Funny People

I think some people are going to be disappointed with this film. You’ve been led to believe that Judd Apatow is our contemporary master of comedy. The fact that he’s only actually directed two of the many films vaguely associated with his name may have escaped you. The presence of Seth Rogen, Jonah Hill, Adam Sandler, and Jason Schwartzman in the cast will further lull you into a sense of complacency. But what’s on the screen is, in essence, the kind of serious adult drama that Hollywood doesn’t make anymore with Apatow leveraging his clout and cast and reputation into putting together a film that otherwise could never get a wide distribution deal.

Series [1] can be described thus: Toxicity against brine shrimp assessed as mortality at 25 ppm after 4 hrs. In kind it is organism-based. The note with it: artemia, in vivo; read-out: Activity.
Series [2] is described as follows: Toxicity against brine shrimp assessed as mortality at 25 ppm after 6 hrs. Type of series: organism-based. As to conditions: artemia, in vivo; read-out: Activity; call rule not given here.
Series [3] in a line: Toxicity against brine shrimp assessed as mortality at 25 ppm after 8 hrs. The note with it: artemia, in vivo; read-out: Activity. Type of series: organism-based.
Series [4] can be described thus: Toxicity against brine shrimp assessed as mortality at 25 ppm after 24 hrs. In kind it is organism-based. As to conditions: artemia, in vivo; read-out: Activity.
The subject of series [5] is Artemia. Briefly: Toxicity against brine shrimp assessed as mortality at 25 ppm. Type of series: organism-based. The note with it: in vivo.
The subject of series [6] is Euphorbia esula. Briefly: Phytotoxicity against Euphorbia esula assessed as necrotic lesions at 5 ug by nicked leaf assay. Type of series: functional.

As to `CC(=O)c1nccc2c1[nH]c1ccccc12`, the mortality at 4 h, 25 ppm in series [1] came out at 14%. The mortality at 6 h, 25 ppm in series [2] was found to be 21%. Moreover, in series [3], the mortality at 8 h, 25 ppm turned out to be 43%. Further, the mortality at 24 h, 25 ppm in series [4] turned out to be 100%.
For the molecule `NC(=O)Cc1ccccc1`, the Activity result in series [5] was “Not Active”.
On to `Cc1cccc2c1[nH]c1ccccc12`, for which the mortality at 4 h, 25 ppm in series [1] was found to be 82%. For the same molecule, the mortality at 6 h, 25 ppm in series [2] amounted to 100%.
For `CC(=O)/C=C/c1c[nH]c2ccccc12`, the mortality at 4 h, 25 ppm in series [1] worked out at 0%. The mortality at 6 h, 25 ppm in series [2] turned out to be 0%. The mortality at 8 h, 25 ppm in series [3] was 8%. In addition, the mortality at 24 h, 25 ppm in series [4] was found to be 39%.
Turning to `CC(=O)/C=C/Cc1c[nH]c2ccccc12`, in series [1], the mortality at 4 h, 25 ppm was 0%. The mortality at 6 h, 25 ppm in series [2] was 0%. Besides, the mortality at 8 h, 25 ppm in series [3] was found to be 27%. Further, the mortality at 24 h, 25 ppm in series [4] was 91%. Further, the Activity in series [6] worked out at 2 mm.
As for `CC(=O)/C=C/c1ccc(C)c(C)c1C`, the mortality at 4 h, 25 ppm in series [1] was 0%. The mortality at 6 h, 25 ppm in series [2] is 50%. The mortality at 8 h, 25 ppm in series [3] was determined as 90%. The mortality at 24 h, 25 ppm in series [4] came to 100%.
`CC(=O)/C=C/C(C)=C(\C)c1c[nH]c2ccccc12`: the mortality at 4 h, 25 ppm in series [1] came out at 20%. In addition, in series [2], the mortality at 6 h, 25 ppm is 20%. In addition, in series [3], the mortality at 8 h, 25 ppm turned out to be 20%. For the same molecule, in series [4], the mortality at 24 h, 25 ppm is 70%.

It’s not that the movie isn’t funny, it is. But it’s not the funniest movie out there. And a lot of the humor enters the picture because it’s a movie about comedians so you see them performing their jokes-as-jokes, many of which are pretty funny. And the need to work the humor in this way, combined with a complicated dual plot, produces a long film that, at the end of the day, while amusing isn’t going to become anyone’s go-to choice for a movie to pop into the DVD player after smoking some pot and ordering a pizza. Instead, it’s a legitimately good movie with interestingly unheroic characters and a real story. It also follows Knocked Up by offering a bracingly conservative vision of family life and obligation. It’s not a point of view I agree with, but it’s well articulated and done so in a way that’s divorced from the hypocrisy and petty moralizing of mainstream social conservatism.